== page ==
USC Law Prof’s Lament: Why Can’t Wal-Mart Provide Legal Services?
Posted Mar 12, 2010 11:33 AM CST
By Debra Cassens Weiss
In the United Kingdom, legal clients will have a new option next year: They can seek advice from corporations. That means Tesco, the European equivalent of Wal-Mart, could get into the legal business.
A law professor at the University of Southern California says the United States should take note.
Writing in the Washington Post, Gillian Hadfield says the United States “stands largely alone” among advanced-market democracies in restricting how people can get legal help. In a country where many people can't afford lawyers, access to justice should not be so restrictive, says Hadfield, who was previously a visiting professor at Harvard Law School.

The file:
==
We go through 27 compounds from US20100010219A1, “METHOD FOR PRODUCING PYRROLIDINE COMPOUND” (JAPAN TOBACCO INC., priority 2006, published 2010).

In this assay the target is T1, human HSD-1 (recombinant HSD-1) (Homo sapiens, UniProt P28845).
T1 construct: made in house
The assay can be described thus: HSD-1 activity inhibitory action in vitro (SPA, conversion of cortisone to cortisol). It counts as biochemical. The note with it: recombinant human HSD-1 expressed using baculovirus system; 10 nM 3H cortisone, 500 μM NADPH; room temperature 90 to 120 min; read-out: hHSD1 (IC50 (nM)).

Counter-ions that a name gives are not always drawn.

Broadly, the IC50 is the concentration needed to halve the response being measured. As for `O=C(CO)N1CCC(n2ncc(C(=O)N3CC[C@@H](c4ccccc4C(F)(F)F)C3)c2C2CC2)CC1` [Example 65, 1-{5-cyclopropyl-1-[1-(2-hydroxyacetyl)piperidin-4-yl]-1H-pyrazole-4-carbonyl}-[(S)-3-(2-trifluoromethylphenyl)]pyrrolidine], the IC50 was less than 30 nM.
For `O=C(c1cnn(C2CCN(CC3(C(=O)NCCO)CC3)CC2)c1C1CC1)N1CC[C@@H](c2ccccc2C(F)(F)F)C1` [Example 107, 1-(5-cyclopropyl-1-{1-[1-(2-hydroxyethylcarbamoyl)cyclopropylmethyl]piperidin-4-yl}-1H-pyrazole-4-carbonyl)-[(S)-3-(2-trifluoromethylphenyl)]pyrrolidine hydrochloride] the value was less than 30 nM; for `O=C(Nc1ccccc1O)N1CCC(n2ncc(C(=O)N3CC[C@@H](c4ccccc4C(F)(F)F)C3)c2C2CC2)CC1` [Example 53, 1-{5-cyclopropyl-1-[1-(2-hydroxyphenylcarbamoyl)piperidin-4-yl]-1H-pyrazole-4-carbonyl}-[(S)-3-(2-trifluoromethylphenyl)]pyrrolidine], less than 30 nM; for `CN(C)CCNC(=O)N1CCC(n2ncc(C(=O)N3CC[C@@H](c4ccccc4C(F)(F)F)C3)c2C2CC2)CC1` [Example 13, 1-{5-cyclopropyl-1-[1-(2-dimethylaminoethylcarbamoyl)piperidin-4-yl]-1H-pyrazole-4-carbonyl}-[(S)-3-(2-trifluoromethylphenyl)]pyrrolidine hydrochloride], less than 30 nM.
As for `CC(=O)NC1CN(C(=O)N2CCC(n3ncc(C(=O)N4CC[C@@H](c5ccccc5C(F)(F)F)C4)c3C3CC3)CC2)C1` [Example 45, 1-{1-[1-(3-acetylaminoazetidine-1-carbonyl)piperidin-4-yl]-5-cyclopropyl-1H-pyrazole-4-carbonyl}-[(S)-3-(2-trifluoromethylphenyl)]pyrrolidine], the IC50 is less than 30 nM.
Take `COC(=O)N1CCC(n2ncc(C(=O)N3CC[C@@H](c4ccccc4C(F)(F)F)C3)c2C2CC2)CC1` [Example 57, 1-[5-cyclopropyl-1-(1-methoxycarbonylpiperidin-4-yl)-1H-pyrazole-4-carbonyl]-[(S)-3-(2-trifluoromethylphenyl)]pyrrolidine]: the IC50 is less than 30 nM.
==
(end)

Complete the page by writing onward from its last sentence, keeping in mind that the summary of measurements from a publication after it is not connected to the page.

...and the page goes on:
“Unlike people in Britain, those facing legal problems in the United States can't turn to local volunteer organizations, their unions or consumer organizations,” Hadfield writes. “They can't buy what they need from entrepreneurs or the full-service stores like Wal-Mart that now package low-cost eye exams, insurance, banking and more with their diapers and detergents.
“This may explain why in U.S. surveys 30 to 40 percent of Americans with an identifiable legal problem say they do nothing to resolve it, compared with just 5 percent in Britain.”
Updated on March 13 to reflect that Hadfield is no longer a visiting professor at Harvard Law School.